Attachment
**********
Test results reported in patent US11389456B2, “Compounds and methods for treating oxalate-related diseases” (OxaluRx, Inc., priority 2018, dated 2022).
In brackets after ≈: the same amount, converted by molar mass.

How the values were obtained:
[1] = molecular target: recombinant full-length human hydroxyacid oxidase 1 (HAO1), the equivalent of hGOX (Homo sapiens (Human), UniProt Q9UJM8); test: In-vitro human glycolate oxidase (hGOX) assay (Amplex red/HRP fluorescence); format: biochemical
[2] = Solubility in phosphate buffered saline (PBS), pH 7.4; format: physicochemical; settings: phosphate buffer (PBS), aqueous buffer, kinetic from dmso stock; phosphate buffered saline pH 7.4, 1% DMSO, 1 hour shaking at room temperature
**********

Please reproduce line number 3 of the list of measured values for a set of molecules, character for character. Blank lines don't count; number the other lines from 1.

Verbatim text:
How the values were obtained: